The Immortals by Amit Chaudhuri
I’ve read a fair amount of books that take music as a central theme and Amit Chaudhuri’s The Immortals is a very good example. Most of the characters in the novel are musicians or artists of some form or another. Nirmalya Sengupta is keen to study Indian Classical music and his mother’s voice teacher, Shyam Lal is ready to accommodate him. Nirmalya soon discovers that his guru is caught between ‘high art’ and ‘low art’. A proponent of the classical style, he nevertheless makes his living teaching the more popular side of music to his pupils, including Mallika. This comes as a source of the disappointment which Nirmalya comes to feel toward Shyam Lal. Nirmalya, in his naivete, believes that
an artist must devote himself to the highest expressions of his art and reject success; he was going to be seventeen, and these ideas had come to him from books he’d read recently, but he felt he’d always known them and that they were true for all time. He put it to Shyamji plainly:
“Shyamji, why don’t you sing classical music more often? Why don’t you sing fewer ghuzals and sing more at classical concerts?”
His guru tells him that he “can’t sing classical on an empty stomach.” Implied in this is also the fact that his father is a respected and well placed “Managing Director”, with all the perks that go with his status – while Shayamji struggles to make ends meet. Nirmalya is an interesting character, and Chaudhuri writes of him with a perceptiveness that draws the reader a real sense of the young man growing up before our eyes.
As he began to shed meanings he’d grown up with, he busily assigned new ones. He fell almost belligerently in love with an idea, to do with an immemorial sense of his country; and music was indispensable to it. The raga contained the land within it – its seasons, its times of day, its bird call, its clouds and heat – it gave him an ideal, magical sense of the country; it was a fiction he fell in love with
Nirmalya’s parents (Apurva nd Mallika) are ambitious, driven to succeed. For the father, Apurva, that means making his way to the top of the food chain in a burgeoning multi-national India. For his mother Mallika, that means setting aside her personal artistic ambitions to concentrate on her husband’s career. Mallika freely relinquishes her call to art to support her husband (and to reap the benefits of a pampered life-style). Yet she has her gnawing doubts about the path her life took. When Shyamji’s latest protegé (Asha) compliments Mallika on her voice, she is a little irritated, and a little regretful.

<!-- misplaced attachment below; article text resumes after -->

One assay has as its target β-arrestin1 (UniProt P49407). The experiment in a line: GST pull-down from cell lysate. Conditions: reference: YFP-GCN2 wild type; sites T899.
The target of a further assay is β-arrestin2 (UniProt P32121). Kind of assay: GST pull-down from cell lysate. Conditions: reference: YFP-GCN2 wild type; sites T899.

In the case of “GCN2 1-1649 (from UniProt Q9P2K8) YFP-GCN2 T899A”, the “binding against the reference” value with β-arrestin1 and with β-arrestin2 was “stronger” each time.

There was no getting around it; she lived in a world wholly separate from Asha’s, married happily to a successful man, moving about in sparkling, if occasionally vacuous, circles. But she wondered whether it was accident or destiny or her own hidden desire that had made her what she was. She’d never wanted to be Asha; yet what was it about her own talent that made it meaningless without the happiness she had, and also always made the happiness incomplete?
Nirmalya observes the changes taking place in Bombay and in his family. We follow the arc of Apurva’s career from ascension (becoming Managing Director) to descension (he is removed from a controlling role), becoming a consultant with a one year contract. The family moves several times in the course of the novel, the size, prestigious addresses and amenities of the surroundings reflect his career changes. The associated story of the burgeoning India in the ’80s is an adjunct to the fortunes of the Sangupta family. Nirmalya ultimately decides that he’d like to finish his schooling in England, studying philosophy.
Speaking of philosophical, one of my favorite passages in the book is when Nirmalya asks himself the question about the origins of the raga. Where did they come from? If they weren’t composed in the traditional way of thinking about ‘composed music’ how did they come about? What about “authorship”? Where is the Indian Bach? Beethoven?
It was the idea of the author, wasn’t it, that made one see a work of art as something original and originated, and as a piece of property, which gave it value; it was what made it possible to say, “It belongs to him,” or “It’s his creation,” or “He’s created a great work.” And this sense of ownership and origination went into how a race saw itself through its artists.
Recalling Yeats reference to “self-born mockers of man’s enterprise”, Nirmalya grasps the concept of the raga as one such “self-born” entity.
…it referred to those immemorial residues of culture that couldn’t be explained or circumscribed by authorship. It was as if they’d come from nowhere, as life and the planets had: and yet they were separate from Nature. Dimly, he saw that, though the raga was human creation, it was, paradoxically, “self-born”.
If I was going to do an “odd shelf” list of books that took music, and the making of it as its primary theme, I’d throw this in the mix with Richard Powers’ The Time of our Singing, Vikram Seth’s An Equal Music, Jonathan Lethem’s The Fortress of Solitude…that’s just off the top of my head. A favorite literary theme of mine…